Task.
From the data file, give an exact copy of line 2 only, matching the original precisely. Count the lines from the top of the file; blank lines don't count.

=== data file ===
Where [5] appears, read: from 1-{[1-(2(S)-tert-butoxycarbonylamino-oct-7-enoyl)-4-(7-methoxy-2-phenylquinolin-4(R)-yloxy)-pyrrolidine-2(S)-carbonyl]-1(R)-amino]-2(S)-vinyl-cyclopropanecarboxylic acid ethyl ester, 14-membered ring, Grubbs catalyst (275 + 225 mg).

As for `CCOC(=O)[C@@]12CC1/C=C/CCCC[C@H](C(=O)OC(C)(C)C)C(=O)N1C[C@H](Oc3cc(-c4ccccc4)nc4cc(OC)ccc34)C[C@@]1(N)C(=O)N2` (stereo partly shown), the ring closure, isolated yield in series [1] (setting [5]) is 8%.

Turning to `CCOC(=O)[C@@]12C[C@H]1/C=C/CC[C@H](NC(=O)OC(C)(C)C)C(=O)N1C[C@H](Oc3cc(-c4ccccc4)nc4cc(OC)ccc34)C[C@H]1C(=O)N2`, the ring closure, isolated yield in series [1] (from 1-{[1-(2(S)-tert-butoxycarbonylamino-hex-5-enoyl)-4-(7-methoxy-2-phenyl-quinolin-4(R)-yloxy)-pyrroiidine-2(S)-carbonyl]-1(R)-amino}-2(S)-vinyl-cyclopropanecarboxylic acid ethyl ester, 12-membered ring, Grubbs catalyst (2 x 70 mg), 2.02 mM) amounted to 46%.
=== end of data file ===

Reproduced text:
As for `CCOC(=O)[C@@]12CC1/C=C/CCCC[C@H](C(=O)OC(C)(C)C)C(=O)N1C[C@H](Oc3cc(-c4ccccc4)nc4cc(OC)ccc34)C[C@@]1(N)C(=O)N2` (stereo partly shown), the ring closure, isolated yield in series [1] (setting [5]) is 8%.